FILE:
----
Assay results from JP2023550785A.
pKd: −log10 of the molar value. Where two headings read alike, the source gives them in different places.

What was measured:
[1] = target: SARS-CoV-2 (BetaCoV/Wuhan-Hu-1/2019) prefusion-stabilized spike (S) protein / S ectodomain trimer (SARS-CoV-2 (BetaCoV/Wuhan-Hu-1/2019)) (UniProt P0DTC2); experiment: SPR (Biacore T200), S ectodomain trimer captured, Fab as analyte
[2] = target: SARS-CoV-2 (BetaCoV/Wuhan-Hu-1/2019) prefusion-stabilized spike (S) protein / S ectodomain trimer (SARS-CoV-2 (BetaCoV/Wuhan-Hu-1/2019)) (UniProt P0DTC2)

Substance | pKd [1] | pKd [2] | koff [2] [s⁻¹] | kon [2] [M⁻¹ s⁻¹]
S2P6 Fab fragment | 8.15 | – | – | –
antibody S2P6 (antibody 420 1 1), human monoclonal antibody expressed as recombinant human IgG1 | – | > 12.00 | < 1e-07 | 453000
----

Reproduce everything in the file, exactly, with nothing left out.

Assay results from JP2023550785A.
pKd: −log10 of the molar value. Where two headings read alike, the source gives them in different places.

What was measured:
[1] = target: SARS-CoV-2 (BetaCoV/Wuhan-Hu-1/2019) prefusion-stabilized spike (S) protein / S ectodomain trimer (SARS-CoV-2 (BetaCoV/Wuhan-Hu-1/2019)) (UniProt P0DTC2); experiment: SPR (Biacore T200), S ectodomain trimer captured, Fab as analyte
[2] = target: SARS-CoV-2 (BetaCoV/Wuhan-Hu-1/2019) prefusion-stabilized spike (S) protein / S ectodomain trimer (SARS-CoV-2 (BetaCoV/Wuhan-Hu-1/2019)) (UniProt P0DTC2)

Substance | pKd [1] | pKd [2] | koff [2] [s⁻¹] | kon [2] [M⁻¹ s⁻¹]
S2P6 Fab fragment | 8.15 | – | – | –
antibody S2P6 (antibody 420 1 1), human monoclonal antibody expressed as recombinant human IgG1 | – | > 12.00 | < 1e-07 | 453000